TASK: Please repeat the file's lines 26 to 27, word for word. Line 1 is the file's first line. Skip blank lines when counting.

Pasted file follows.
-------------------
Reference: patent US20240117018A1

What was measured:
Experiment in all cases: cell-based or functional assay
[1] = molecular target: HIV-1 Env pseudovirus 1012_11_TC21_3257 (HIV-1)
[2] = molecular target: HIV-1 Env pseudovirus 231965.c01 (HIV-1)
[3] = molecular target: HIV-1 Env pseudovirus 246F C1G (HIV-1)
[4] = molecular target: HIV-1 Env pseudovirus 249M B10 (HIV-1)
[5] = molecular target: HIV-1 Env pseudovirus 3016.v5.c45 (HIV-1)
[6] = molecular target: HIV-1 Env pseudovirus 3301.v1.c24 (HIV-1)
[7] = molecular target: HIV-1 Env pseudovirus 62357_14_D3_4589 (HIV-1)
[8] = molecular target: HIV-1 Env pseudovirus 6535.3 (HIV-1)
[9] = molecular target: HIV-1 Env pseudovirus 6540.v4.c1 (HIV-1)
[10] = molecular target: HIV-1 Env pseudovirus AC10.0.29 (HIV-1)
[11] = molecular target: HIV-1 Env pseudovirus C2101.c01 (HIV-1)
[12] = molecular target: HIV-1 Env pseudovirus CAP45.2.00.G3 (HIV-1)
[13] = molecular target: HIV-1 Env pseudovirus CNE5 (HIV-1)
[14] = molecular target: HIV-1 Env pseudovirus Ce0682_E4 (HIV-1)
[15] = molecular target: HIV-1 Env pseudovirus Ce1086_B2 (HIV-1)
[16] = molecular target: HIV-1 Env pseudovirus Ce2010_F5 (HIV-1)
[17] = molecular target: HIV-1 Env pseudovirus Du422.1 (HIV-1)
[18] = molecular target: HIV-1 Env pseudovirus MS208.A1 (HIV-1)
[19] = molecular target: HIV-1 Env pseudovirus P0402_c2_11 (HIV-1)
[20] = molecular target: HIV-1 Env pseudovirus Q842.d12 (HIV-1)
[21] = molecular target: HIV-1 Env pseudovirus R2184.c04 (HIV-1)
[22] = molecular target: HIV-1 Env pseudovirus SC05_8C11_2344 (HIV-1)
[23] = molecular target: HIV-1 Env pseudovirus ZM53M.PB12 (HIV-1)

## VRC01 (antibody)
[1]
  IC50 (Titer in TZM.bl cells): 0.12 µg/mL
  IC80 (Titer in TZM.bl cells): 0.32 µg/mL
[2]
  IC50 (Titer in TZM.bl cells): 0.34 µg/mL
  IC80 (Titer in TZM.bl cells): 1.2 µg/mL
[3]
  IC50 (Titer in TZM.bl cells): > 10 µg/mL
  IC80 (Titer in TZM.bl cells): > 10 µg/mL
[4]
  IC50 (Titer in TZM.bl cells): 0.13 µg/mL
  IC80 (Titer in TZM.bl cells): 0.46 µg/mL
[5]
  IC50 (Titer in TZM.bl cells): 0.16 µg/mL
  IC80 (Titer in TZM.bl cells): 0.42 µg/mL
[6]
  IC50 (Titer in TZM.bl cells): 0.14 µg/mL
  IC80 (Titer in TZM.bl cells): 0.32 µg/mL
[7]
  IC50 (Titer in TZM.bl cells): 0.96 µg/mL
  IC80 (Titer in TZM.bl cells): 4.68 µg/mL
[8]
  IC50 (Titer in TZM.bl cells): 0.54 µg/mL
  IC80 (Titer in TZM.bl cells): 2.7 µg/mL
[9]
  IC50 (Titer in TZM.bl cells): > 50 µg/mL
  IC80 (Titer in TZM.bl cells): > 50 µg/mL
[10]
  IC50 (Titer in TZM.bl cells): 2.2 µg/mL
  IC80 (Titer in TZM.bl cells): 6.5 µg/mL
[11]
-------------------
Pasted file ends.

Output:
[23] = molecular target: HIV-1 Env pseudovirus ZM53M.PB12 (HIV-1)

## VRC01 (antibody)